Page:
A refreshed Harman contending at The RSM Classic
November 22, 2019
By Sean Martin, PGATOUR.COM
- During the second round of The RSM Classic, Brian Harman hit all 18 greens. (Rob Carr/Getty Images)
ST. SIMONS ISLAND, Ga. – Brian Harman hit all 18 greens in Friday’s second round of The RSM Classic. It’s the second time in his career that he’s accomplished that feat.
“I think my ball-striking is probably as good as it’s ever been,” said Harman, who’s won twice on the TOUR, was runner-up in a major and once ranked 20th in the world.
A lot has changed in just a few months. This summer, he felt “crippling anxiety” about losing his PGA TOUR card. Harman was 170th in the FedExCup last March and still ranked outside the top 125 as late as June.
He earned a spot in this year’s FedExCup Playoffs, though, with three top-10s in his final six starts of the regular season. It started with a T8 at the Travelers, where he overcame a first-round 72 with three consecutive 66s. Two weeks later, he was in contention at the 3M Open before a bad third round. Tired of stressing about his game, he sent a text to his agent that Sunday saying, “This ends today.” He shot a final-round 65 to lock up his card and Playoffs spot.
“I made the choice that day that whatever happened, I was going to act like I had been there before,” Harman said. “It let me know that I really did need to change the way I was thinking about things and not get so bogged down.”
That freedom has helped him play the same creative golf he played during his younger days, when he won the U.S. Junior Amateur and was the world’s top-ranked amateur.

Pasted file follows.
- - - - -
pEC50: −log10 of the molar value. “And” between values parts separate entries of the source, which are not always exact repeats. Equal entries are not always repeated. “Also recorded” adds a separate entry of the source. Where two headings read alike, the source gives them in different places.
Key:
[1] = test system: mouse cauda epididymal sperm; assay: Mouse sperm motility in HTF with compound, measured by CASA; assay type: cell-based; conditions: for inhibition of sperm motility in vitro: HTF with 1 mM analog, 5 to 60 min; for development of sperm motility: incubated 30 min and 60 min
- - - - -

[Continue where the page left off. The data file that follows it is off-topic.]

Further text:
Harman started this new season with a third-place finish in A Military Tribute at The Greenbrier, finished in the top-20 in his next two starts and is back in contention at The RSM.
He shot 67 on Thursday at Sea Island’s Plantation Course before following with a 66 on the Seaside Course that will host the final two rounds.
Harman, a Georgia alum, played Sea Island in the SEC Championships and now makes his home here. He only had one top-25 in his first five starts in the RSM, though. He missed the cut in both 2015 and 2016 before finishing a career-best fourth. He was T32 last year.
“I wanted to play well so bad,” Harman said. “As I’ve gotten older, I’ve embraced it. It’s a fun week. Let’s have fun.”
His family is staying at his house, as is his caddie. They’ve cooked out each night, eating elk tenderloin and tomahawk pork chops.
Harman is enjoying the game again after suffering from burnout at the start of last season. His game reached new heights two years ago, when he won the Wells Fargo Championship, finished runner-up in the U.S. Open and qualified for his first TOUR Championship. All that success led to new opportunities, but also a busier schedule.
“I was really tired,” he said. “It’s a fine line out here. You take a little bit of a mental break, and I did because I was tired of grinding all the time, and your game takes a hit,” Harman said.
He started working with swing coach Justin Parsons in the spring and promptly finished T8 at THE PLAYERS. Harman still works with longtime swing coach Jack Lumpkin, as well.
Parsons also helped Harman’s former Georgia teammate, Harris English, turn around his career. Harman described working with Parsons, who moved to Sea Island from Dubai earlier this year, as a “shot in the arm.”
“I just didn’t really feel like myself anymore,” Harman said. “I was trying to be something I wasn’t. (Justin) helped me be more creative with my ball-striking and freed me up to do some of stuff that I know I can do.”